Two things need to be pointed out in preparation for what we are offering here. First, the issues described by Mann are not isolated. The entire spectrum and character of political and civic life is subject to powerful economic forces, and while those forces may on the surface reduce to simple greed, below the surface are undercurrents that are not at all that simple, emanating from among other things our animal nature, human psychology and the historical origins of our culture. The second point concerns why political arguments cannot be won with empirically demonstrable facts and logic. We will attempt to address these issues in what follows.
Clearly I can not develop what we put forth in this short diary. There are those who will see this as a “book promotion” and it is that too, but it is also, and more importantly, an attempt to get get your attention for we have something very important to say. Here is the beginning of the introduction:
Introduction: Our Thesis, and What We Hope to Achieve
The thesis of this essay is that Western science has misconceived life. As a consequence, civilized humanity, by way of its scientifically informed industrial economy cum existential nihilism cum retreat into fantasy, is destroying the biosphere—and hence itself.
The misconception is that life is engendered and fully explained by mechanisms.
This is absurd. In biology anything that can be construed as a mechanism can also be logically construed as having a purpose. Means imply ends, and are thus meaningful. Life is neither created by mechanisms, nor an emergent property thereof: to the contrary, mechanisms, to the extent that they perform useful work, are created by living systems in the service of life. Wherever they exist, they do so in order to realize some subjective goal.
And at some level, all biologists know this to be true.
Let me try to remind you that George Lakoff and others have been saying these same things to us in a political context and our book bravely marches into that forbidden territory. Forbidden to “objective” science which is one of the myths that makes change so hard. Going further into the introduction:
We contend that Western civilization, in developing a global consumer economy based on industrial mechanization requiring rapid dissipation of non-renewable, high-grade energy, lost touch with reality and embarked on a path of self-destruction. Accessing a new path conducive to long-term human survival and quality of life will require that we fundamentally change our relationship with nature, which will in turn require that we significantly improve our comprehension of nature—including human nature. It will require that we develop a more realistic way of life, and healthier ways of imbuing our existence with meaning.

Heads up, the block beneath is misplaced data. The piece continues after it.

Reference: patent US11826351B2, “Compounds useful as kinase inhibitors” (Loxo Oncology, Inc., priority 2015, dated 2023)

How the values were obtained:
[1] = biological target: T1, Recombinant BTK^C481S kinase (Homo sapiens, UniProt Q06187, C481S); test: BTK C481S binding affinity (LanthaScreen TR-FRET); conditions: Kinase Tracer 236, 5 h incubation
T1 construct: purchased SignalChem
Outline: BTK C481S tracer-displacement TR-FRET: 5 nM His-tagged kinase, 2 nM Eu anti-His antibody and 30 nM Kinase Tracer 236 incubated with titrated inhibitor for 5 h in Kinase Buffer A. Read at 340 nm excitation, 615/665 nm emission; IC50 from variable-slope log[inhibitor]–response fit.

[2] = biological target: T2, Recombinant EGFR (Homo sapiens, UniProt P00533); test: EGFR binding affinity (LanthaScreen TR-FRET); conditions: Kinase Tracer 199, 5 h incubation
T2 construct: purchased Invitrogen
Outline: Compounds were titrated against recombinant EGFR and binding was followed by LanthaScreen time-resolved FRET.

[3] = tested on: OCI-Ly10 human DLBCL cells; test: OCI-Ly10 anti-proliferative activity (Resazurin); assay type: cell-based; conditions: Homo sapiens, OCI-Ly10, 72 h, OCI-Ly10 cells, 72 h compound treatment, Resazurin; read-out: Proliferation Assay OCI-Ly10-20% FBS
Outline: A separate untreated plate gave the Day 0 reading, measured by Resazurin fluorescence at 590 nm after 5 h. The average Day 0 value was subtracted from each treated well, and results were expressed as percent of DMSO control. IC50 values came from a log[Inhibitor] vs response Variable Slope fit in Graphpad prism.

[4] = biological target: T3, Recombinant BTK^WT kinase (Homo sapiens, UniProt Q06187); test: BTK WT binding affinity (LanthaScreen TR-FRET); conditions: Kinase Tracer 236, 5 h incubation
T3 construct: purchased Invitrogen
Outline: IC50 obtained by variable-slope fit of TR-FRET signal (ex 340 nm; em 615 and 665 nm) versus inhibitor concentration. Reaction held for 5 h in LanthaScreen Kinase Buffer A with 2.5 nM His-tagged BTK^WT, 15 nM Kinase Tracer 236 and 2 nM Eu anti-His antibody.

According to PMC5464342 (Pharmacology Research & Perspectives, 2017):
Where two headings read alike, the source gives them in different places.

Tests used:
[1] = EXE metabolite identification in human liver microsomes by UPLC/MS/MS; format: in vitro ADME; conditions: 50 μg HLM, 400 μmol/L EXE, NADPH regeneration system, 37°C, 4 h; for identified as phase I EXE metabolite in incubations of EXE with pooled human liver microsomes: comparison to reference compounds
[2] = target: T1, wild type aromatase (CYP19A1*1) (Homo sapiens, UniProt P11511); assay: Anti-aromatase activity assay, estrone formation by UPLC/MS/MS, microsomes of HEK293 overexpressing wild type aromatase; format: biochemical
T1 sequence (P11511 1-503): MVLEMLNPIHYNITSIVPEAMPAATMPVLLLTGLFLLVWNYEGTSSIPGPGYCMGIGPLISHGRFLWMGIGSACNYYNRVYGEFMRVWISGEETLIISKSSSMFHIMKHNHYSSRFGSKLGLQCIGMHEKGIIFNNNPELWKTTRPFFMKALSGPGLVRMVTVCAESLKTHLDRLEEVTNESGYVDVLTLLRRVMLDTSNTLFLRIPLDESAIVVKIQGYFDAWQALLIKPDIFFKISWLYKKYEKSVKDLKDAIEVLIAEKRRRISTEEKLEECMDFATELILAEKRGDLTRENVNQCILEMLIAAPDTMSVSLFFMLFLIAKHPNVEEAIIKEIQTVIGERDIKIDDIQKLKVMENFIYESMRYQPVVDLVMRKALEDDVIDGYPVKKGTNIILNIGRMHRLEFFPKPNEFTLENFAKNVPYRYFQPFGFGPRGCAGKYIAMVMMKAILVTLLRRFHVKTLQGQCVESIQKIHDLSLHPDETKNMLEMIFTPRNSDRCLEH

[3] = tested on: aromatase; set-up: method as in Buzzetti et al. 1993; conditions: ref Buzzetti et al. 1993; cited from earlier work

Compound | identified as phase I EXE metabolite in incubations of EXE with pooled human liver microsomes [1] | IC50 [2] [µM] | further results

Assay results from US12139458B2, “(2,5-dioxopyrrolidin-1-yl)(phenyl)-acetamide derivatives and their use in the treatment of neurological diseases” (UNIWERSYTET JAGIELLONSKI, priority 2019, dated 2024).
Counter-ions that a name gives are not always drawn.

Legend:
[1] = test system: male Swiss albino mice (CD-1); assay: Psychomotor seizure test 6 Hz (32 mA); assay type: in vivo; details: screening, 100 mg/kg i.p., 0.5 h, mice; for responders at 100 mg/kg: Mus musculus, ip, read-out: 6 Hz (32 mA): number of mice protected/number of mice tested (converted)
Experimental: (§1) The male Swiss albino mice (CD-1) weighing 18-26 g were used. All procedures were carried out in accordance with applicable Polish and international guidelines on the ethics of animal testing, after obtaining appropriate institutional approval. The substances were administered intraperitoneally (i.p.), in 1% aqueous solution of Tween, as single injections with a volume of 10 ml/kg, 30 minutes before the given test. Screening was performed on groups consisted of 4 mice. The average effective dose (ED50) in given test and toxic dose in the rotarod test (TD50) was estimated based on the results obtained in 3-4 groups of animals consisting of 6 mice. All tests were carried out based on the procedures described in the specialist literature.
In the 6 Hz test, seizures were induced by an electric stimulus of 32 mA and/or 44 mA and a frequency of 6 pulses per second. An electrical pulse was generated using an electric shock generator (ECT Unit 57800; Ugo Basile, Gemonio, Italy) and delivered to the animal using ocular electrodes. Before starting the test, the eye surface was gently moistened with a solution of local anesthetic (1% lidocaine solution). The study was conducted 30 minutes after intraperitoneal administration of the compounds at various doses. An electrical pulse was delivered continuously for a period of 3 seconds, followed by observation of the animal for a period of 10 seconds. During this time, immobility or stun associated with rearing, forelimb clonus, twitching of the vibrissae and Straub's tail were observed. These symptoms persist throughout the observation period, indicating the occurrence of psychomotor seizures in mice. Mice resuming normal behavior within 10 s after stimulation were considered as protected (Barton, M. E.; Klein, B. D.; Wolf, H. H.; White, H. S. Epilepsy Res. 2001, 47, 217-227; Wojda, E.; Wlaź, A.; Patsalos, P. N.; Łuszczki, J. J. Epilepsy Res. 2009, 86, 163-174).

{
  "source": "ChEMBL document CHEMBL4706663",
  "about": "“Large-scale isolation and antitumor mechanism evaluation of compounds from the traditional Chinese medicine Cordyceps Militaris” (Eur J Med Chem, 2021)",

We are not alone in calling attention to the urgency of our situation. We do however have a unique explanation for how we got here, and the role of human intellect in that process. Contrary to what is now almost universally accepted as given, our technological creativity and scientific inquisitiveness have not served us well. The reason for this is that the development of our cognitive abilities produced an unhealthy mental imbalance. The technological aspect of the human mind has come to repressively dominate other aspects, and this is intimately linked to the unconstrained development of the consumer economy. Science and technology feed that system by supplying a continuous stream of ‘disposable’ commodities, as well as techniques for ensuring that people keep buying them, in order to drive economic growth, which then feeds back to drive science and technology. What many (perhaps most) people fail to appreciate is that this is a vicious cycle whose continuance assures the collapse of civilization, and quite possibly the extinction of humanity.
As will become clear in what follows, meaning is constructed by way of interpretation, and interpretation is a subjective matter. Depending on your perspective, the world can appear either simple or complex—and either very big or very small.
That should challenge you to read the book. I’ll be here when the diary is published to discuss what I have said. Thank you for the opportunity.
A footnote,/strong>: We develop a thesis based on the acknowledgement That “Cartesian Reductionism” is one of the fundamental epistemological bases for modern “enlightened” thought. What Descartes left us with is the mind/body dualism and the idea that all things can be seen as machines and therefore reduced to their parts. Then the study of the parts would lead to total understanding of the whole. We refute this and base our argument on the idea that reducing systems to parts removes their essence and makes them impossible to understand..